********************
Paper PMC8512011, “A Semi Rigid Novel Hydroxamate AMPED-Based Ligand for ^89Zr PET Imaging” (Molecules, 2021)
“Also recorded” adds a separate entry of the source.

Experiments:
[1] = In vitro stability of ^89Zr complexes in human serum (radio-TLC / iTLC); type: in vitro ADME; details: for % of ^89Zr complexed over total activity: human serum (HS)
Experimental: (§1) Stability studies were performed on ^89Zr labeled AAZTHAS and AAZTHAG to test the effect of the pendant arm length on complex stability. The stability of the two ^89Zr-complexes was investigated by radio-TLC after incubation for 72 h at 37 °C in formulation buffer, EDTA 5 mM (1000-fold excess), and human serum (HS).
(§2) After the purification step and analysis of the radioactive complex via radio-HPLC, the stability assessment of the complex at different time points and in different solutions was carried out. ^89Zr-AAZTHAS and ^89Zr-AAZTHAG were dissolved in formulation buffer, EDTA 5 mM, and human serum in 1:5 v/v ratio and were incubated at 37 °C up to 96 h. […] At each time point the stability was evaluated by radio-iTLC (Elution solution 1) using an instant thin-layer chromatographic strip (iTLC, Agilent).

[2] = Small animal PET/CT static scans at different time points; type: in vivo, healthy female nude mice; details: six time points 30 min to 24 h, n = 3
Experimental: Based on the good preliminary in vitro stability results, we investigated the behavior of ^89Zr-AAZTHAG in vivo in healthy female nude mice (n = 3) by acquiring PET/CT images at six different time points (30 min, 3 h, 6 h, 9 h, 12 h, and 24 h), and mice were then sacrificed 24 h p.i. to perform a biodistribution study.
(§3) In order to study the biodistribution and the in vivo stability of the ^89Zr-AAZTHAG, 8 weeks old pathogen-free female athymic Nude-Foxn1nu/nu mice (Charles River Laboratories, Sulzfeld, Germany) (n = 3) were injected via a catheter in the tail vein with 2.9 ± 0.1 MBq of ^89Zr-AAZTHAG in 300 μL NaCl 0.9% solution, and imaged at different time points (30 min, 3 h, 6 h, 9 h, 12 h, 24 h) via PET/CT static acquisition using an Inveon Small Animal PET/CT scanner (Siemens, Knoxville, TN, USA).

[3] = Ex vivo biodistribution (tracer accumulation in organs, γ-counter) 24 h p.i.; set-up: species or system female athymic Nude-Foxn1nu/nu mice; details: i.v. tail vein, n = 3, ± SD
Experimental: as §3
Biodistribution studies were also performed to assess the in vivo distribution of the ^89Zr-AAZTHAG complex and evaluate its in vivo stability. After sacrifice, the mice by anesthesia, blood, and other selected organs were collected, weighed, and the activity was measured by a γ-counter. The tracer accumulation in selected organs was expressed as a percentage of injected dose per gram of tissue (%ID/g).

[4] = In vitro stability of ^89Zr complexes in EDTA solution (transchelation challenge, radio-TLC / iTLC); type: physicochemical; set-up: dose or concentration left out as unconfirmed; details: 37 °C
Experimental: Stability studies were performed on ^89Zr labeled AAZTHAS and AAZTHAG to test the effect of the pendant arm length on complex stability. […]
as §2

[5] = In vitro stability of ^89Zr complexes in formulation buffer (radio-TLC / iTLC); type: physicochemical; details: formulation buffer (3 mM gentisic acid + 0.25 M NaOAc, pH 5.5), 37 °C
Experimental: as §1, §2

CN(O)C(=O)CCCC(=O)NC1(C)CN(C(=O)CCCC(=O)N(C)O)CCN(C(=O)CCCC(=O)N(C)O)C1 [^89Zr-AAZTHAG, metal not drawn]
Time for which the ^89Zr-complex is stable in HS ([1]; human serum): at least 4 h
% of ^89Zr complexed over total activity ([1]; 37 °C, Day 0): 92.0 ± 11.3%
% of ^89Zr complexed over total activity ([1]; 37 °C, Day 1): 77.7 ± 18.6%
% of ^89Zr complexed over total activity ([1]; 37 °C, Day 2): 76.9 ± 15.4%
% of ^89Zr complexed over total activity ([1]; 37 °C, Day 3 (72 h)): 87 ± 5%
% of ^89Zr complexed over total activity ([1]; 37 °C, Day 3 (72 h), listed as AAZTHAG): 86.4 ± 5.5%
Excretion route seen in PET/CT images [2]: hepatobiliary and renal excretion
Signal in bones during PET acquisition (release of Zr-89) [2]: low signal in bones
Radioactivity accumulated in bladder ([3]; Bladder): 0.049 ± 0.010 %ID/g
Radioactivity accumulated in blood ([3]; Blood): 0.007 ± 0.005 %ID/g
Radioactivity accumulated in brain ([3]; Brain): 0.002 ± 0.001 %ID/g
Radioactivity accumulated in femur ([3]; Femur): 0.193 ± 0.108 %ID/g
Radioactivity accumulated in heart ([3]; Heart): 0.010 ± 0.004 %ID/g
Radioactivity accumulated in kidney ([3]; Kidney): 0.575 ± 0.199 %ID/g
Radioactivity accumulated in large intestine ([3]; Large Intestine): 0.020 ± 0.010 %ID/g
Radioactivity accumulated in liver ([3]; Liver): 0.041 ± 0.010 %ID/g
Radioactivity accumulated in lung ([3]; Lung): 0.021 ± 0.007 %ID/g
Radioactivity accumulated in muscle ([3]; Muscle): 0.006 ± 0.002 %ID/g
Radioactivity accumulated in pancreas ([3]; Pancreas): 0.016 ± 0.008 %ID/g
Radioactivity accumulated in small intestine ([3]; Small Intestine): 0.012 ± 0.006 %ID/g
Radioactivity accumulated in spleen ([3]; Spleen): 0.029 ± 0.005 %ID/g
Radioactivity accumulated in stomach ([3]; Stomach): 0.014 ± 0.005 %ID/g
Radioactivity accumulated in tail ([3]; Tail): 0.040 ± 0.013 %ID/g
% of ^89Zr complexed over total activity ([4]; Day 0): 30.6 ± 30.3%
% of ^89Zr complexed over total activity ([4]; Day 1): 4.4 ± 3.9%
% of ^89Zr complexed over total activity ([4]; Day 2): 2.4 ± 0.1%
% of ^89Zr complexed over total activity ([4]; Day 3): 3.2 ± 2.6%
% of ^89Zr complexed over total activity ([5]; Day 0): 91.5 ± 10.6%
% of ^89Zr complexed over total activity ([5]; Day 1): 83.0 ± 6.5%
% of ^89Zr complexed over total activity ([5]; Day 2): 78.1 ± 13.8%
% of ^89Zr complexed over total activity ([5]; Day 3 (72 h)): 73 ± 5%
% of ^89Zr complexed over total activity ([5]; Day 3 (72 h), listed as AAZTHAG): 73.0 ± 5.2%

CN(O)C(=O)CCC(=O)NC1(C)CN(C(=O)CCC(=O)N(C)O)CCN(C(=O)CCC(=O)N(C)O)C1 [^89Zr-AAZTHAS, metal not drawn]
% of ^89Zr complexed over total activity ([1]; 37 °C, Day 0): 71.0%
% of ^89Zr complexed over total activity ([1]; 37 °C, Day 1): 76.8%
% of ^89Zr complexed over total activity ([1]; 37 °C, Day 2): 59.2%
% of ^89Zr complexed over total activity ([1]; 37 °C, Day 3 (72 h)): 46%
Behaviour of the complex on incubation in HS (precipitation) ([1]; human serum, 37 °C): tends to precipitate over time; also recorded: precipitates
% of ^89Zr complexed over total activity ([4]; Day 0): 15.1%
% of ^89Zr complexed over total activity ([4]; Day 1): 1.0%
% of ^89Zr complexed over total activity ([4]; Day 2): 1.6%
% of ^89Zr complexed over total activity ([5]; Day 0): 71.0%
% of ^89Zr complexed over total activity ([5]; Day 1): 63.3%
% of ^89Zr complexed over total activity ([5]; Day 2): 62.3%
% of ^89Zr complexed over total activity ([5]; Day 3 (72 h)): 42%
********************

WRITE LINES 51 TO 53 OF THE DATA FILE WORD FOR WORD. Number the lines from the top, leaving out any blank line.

CN(O)C(=O)CCC(=O)NC1(C)CN(C(=O)CCC(=O)N(C)O)CCN(C(=O)CCC(=O)N(C)O)C1 [^89Zr-AAZTHAS, metal not drawn]
% of ^89Zr complexed over total activity ([1]; 37 °C, Day 0): 71.0%
% of ^89Zr complexed over total activity ([1]; 37 °C, Day 1): 76.8%